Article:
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Posts Tagged ‘Hans Christian Andersen

“The only thing I know is that I know nothing”*…

 

Heraclitus of Ephesus; detail from Raphael’s <i>The School of Athens</i>, circa 1509

Heraclitus of Ephesus; detail from Raphael’s The School of Athens, circa 1509

 

Poor Diogenes Laertius. He gets no respect. A “perfect ass”—“asinus germanus”—one nineteenth-century scholar called him. “Dim-witted,” said Nietzsche. An “ignoramus,” declared the twentieth-century classicist Werner Jaeger. In his lyric moods he wrote “perhaps the worst verses ever published,” an anthologist pronounced. And he had “no talent for philosophical exposition,” declares The Oxford Companion to Philosophy.

Then why waste time on him? For this excellent reason: Diogenes Laertius compiled the sole extant work from antiquity that gives anything like a comprehensive picture of Greek and Hellenistic philosophy. He may have been a flaming mediocrity. He may have been credulous and intellectually shallow. He may have produced a scissors-and-paste job cribbed from other ancient sources. But those other sources are lost, which makes what Diogenes Laertius left behind, to quote the Routledge Encyclopedia of Philosophy, “truly priceless.” Eighty percent of success is showing up, Woody Allen supposedly said. Well, Lives of the Eminent Philosophers showed up. And by dint of that, its author has become what Nietzsche called “the night watchman of the history of Greek philosophy: no one can enter into it unless he has given him the key.”…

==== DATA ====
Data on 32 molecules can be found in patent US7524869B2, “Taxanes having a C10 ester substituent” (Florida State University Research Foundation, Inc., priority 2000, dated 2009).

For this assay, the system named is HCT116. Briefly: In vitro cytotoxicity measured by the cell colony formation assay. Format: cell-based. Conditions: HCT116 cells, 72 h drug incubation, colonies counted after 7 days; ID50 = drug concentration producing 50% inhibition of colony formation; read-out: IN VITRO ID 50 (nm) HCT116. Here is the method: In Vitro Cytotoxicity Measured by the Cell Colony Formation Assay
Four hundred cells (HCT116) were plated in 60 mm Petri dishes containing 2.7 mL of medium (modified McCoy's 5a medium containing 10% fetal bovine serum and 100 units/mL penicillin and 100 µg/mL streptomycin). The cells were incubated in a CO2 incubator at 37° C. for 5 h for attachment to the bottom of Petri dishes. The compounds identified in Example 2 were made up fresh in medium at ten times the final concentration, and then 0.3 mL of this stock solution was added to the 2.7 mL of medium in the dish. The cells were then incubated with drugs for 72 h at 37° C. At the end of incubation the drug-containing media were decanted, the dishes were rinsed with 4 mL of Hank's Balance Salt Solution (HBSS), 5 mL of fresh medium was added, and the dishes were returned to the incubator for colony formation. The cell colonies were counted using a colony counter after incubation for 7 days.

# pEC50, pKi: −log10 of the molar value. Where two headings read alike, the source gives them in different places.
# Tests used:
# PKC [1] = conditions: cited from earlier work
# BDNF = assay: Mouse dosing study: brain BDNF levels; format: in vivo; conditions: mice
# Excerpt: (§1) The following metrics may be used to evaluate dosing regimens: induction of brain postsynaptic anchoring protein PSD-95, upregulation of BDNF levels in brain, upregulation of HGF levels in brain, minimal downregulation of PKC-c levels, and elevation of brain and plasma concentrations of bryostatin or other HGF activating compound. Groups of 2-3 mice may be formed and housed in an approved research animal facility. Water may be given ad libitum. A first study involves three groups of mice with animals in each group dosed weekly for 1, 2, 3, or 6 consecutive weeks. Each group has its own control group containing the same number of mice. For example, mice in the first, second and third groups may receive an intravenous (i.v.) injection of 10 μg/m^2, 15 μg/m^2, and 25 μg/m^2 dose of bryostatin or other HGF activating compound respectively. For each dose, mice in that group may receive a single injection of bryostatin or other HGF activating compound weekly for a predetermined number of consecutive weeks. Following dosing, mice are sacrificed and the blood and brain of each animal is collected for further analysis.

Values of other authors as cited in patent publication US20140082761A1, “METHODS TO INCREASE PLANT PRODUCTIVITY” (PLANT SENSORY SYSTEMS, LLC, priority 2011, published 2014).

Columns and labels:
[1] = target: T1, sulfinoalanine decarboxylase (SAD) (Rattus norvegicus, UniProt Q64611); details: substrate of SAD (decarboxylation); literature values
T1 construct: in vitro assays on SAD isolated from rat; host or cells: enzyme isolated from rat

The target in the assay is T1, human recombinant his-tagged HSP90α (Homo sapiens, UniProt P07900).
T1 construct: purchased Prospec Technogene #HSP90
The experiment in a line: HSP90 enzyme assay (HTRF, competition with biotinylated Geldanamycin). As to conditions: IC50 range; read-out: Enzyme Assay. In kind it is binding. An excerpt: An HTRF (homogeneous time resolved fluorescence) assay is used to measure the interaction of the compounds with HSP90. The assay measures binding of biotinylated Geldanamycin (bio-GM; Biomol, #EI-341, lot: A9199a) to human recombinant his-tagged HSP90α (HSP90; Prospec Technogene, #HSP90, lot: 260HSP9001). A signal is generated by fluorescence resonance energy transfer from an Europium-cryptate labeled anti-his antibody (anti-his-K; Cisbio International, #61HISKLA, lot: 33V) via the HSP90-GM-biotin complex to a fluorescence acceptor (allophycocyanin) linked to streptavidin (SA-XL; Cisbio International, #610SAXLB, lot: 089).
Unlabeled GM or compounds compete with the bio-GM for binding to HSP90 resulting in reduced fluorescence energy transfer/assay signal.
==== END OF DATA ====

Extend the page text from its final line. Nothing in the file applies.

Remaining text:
Jim Holt on on one of the more curious accidents of intellectual history: “Lovers of Wisdom.”

* Socrates

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As we ponder provenance, we might spare a thought for Hans Christian Andersen; he died on this date in 1875.  A prolific writer of plays, travelogues, novels, and poems, he is best remembered for his (often curiously-titled) fairy tales.  Those tales– which include “The Princess and the Pea,” “The Ugly Duckling,” “Thumbelina,” “The Little Mermaid,” and “The Emperor’s New Clothes”– have inspired plays, ballets, and of course both live-action and animated films.

In Andersen’s honor his birthday– August 2 (1805)– is celebrated as International Children’s Book Day.

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“If we choose, we can live in a world of comforting illusion”*…

 

Standing at just under 17 inches, Gnome Chomsky, the Garden Noam clutches his classic books, ‘The Manufacture of Compost’ and ‘Hedgerows not Hegemony’ – with his open right hand ready to hold the political slogan of your choosing. His clothes represent a relaxed but classy version of regular gnome attire, including: a nice suit jacket-tunic, jeans, boots, traditional gnome cap, and glasses…

Readers will find Noam/Gnome, along with Howard the Zinn Monk and others, at Just Say Gnome.

* Noam Chomsky

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As we just say “gnome” to imperialism, we might send fabulous birthday greetings to Hans Christian Andersen; he was born on this date in 1805.  A prolific writer of plays, travelogues, novels, and poems, he is best remembered for his (often curiously-titled) fairy tales.  Those tales– which include “The Princess and the Pea,” “The Ugly Duckling,” “Thumbelina,” “The Little Mermaid,” and “The Emperor’s New Clothes”– have inspired plays, ballets, and of course both live-action and animated films.